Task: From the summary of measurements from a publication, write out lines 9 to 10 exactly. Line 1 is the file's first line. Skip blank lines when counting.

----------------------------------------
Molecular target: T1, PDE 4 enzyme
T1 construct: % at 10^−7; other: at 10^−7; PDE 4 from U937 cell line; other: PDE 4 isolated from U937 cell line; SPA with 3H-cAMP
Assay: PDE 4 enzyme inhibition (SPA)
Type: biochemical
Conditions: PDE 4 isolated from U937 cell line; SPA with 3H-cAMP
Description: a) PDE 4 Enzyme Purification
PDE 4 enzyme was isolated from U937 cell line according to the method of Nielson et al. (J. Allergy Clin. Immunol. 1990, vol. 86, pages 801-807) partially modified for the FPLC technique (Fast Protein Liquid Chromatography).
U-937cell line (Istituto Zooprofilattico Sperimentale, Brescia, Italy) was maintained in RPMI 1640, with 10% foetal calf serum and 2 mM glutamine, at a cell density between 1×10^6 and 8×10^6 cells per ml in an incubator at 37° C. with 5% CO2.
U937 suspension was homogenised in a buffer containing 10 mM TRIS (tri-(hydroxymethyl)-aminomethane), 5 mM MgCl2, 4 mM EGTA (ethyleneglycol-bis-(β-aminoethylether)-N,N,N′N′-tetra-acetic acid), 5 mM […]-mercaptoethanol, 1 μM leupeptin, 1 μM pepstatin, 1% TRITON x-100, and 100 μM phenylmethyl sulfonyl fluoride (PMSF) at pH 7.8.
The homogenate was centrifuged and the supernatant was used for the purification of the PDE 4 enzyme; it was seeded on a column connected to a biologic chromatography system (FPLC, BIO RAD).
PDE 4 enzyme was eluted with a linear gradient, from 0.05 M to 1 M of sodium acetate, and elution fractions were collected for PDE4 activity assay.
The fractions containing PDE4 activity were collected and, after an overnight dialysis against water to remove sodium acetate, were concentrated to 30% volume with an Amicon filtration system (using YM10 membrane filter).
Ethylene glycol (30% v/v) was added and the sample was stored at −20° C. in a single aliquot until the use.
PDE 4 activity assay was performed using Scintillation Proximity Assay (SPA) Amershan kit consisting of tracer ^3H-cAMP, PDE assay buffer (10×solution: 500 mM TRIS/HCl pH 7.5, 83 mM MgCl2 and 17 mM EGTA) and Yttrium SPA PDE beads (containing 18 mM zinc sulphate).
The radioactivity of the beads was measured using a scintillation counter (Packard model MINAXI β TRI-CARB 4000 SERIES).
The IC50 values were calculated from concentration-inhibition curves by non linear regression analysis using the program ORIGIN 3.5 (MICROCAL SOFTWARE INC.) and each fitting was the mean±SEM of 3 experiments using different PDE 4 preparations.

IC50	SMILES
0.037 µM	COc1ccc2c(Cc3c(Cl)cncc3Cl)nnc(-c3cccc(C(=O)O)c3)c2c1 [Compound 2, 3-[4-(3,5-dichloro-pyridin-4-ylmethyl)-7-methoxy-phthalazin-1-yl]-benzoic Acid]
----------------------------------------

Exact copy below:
U937 suspension was homogenised in a buffer containing 10 mM TRIS (tri-(hydroxymethyl)-aminomethane), 5 mM MgCl2, 4 mM EGTA (ethyleneglycol-bis-(β-aminoethylether)-N,N,N′N′-tetra-acetic acid), 5 mM […]-mercaptoethanol, 1 μM leupeptin, 1 μM pepstatin, 1% TRITON x-100, and 100 μM phenylmethyl sulfonyl fluoride (PMSF) at pH 7.8.
The homogenate was centrifuged and the supernatant was used for the purification of the PDE 4 enzyme; it was seeded on a column connected to a biologic chromatography system (FPLC, BIO RAD).